Agile and Scrum for Project Management
Published (updated: ) in Project Management.
Agile is a group of methods and tools that are used when it is impossible to make accurate estimates, stable plans, and predictions. Agile focuses on adaptive, iterative, and evolutionary approach. It helps with transformation, innovation and sustaining performance over time.
Agile manifesto was created in software development sphere, but you can use it elsewhere. Agile principles impact the following part of project management:
- Stakeholder management (and stakeholder engagement a bit)
- Requirements management
- Project delivery and development
- Knowledge management
- Quality management
- Project team organization
Using agile tools and techniques can help you to:
- Organize and plan
- Communicate (within the team and with the rest of your organization)
- Continuously improve the way you work
- Get support from management
Agile Tools and Techniques
Common Agile tools and techniques are:
- Dedicated teams
- Relative estimating
- User stories
- Burndown charts
- Definition of done
There is a group of techniques used to optimize project development and delivery, manage project quality:
- Frequent inspection of the product and adaptation to the changes and input during the project
- Aligning development with customer needs and organizational goals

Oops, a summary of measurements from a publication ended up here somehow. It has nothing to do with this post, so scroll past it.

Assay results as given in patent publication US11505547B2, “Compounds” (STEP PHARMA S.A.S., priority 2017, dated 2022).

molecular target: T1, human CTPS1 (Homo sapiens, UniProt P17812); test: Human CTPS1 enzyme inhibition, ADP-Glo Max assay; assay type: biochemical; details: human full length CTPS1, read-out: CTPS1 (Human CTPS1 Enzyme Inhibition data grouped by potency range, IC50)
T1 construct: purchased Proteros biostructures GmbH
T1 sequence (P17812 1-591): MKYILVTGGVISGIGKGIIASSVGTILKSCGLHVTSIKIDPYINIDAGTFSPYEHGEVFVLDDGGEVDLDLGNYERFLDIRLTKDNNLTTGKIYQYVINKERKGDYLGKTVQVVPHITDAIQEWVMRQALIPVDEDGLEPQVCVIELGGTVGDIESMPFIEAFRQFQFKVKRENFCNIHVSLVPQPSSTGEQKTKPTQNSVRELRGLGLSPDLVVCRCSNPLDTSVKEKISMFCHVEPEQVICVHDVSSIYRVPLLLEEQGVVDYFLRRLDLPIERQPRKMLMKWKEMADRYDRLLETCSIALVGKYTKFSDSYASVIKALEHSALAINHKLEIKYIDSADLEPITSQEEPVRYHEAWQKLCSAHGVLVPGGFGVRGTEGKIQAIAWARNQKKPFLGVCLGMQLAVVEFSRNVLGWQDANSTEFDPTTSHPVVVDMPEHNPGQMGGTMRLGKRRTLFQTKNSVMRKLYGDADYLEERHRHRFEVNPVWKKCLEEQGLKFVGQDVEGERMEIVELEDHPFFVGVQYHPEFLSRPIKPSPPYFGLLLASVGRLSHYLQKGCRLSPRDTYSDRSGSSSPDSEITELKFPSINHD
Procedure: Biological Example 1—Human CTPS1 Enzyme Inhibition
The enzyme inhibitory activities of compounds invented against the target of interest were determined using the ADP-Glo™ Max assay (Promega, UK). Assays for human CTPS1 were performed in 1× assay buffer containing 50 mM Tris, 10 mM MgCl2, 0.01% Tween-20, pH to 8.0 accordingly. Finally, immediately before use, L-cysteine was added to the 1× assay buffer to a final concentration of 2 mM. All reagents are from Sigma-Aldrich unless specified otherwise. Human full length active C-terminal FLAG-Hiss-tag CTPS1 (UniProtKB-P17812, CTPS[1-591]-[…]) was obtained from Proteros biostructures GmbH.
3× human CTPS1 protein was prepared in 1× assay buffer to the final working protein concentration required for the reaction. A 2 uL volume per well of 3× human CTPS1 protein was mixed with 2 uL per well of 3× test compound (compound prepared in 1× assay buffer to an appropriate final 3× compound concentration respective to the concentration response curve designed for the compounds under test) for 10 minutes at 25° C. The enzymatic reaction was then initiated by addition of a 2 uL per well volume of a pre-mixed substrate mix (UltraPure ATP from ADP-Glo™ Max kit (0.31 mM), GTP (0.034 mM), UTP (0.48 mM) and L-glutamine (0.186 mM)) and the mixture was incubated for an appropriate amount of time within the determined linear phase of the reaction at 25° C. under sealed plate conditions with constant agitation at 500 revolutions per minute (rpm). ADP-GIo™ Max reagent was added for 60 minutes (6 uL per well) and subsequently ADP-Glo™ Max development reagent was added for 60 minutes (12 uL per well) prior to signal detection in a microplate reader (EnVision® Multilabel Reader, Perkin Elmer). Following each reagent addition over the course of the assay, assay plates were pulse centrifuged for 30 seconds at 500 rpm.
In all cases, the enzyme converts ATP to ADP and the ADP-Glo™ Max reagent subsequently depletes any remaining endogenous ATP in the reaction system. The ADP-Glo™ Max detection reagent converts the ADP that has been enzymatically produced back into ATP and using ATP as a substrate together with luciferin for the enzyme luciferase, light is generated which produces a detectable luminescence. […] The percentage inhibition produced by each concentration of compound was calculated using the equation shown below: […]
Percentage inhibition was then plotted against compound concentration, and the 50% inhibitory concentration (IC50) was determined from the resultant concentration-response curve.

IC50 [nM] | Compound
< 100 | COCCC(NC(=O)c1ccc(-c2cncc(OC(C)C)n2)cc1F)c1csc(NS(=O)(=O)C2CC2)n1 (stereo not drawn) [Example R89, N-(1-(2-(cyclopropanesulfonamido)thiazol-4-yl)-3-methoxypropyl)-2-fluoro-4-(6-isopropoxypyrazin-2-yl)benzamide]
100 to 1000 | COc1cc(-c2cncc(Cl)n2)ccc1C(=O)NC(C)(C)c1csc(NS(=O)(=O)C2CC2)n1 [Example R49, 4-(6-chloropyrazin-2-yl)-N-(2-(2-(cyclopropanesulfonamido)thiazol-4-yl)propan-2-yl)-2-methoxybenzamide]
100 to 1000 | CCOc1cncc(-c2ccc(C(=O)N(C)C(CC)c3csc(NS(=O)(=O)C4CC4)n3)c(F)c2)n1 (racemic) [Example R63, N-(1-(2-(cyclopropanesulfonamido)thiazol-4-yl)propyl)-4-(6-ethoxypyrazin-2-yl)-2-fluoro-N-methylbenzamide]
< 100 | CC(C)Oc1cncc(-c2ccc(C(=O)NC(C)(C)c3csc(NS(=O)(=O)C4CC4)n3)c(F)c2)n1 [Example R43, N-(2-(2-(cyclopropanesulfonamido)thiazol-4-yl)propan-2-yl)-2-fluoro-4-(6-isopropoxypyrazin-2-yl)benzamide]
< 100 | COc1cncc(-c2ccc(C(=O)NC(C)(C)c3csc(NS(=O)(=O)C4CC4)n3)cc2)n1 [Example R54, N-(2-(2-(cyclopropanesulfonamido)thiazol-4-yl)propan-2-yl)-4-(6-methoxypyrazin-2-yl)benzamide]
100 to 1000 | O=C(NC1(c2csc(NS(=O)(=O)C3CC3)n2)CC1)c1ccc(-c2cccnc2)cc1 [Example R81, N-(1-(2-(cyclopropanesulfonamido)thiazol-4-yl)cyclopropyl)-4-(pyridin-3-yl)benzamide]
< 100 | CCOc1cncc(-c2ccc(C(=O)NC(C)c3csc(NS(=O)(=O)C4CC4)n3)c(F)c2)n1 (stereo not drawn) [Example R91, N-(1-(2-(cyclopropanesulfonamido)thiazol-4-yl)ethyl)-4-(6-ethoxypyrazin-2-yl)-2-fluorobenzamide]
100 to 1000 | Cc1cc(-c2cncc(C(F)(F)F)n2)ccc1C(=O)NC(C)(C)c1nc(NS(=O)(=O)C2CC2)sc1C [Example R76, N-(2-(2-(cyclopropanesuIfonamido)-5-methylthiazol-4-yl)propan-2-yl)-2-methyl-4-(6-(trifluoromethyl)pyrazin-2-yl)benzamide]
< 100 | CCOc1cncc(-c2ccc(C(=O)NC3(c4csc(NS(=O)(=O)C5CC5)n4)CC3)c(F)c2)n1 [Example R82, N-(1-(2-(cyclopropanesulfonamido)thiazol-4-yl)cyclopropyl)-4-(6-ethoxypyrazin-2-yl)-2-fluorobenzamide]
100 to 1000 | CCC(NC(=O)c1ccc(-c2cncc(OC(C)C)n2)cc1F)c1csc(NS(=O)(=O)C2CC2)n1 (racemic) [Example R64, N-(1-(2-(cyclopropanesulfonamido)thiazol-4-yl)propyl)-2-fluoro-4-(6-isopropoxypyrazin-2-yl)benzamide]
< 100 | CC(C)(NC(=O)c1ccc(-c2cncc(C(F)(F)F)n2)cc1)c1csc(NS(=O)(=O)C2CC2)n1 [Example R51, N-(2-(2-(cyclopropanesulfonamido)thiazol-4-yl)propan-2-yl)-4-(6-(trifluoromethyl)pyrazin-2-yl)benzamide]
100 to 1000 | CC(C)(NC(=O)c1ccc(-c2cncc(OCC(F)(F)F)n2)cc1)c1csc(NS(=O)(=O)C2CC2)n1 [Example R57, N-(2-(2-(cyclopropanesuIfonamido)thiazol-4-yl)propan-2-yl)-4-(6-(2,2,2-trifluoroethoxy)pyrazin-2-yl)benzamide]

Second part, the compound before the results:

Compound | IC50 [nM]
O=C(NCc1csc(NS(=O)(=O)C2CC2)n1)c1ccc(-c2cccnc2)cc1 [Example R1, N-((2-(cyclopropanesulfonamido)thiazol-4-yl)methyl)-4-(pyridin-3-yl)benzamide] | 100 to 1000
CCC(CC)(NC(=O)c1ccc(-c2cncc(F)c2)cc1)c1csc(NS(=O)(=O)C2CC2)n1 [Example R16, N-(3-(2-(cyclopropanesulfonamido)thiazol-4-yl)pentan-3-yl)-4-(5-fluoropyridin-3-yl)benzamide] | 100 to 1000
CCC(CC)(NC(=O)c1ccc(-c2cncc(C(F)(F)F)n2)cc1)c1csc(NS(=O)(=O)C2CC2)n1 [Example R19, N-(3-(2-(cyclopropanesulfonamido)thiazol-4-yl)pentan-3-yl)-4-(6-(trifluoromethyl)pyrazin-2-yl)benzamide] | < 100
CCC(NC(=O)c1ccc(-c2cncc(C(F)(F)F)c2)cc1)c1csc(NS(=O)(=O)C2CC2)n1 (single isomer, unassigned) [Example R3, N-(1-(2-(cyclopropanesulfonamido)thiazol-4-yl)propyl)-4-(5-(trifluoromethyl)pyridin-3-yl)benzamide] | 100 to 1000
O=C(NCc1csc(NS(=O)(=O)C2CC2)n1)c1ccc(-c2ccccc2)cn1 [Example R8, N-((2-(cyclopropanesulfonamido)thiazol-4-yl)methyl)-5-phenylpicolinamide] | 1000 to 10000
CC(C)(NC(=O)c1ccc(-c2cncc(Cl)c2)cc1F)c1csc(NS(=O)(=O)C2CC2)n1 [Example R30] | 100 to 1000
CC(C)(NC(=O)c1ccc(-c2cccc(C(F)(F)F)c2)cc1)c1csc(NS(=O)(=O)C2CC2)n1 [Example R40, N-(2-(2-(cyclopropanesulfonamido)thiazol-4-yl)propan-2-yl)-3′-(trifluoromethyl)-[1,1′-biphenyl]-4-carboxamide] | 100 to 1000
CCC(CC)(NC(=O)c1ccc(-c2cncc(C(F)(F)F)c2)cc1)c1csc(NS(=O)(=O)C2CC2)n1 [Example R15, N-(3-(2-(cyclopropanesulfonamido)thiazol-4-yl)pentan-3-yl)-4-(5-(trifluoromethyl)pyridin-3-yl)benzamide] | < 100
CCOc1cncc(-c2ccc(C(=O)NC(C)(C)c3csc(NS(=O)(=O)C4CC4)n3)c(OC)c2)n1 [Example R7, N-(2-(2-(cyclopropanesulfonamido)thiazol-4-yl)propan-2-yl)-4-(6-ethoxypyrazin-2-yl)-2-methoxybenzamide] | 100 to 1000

- Colocation of resources to the same work space
- Self-organization and accountability
Each team should adopt a combination of techniques depending of the project and team itself.
- Becoming a team player
- Elimination of “waste” and “ceremony”
- Empirical demonstration of results
- Customer is always present
- Focus on key planning events: product planning, release/feature planning, iteration planning, sprint review, and stand-ups
Scrum is one of the most common agile frameworks. It relies on assembling teams of people with varying responsibilities and domains working closely together. Traditional approach (known as waterfall) relies on project being passed between teams sequentially.
In waterfall projects PM tries to plan every aspect of a project beforehand. For example, it’ll take 3 weeks for programmers to code Front-End. In Scrum, instead, teams focus on what can be done and delivered in the nearest future.
This gives Scrum shorter feedback cycles and allows to take immediate action when issues arise.
Other Scrum features include:
- Defining the roles
- Organizing work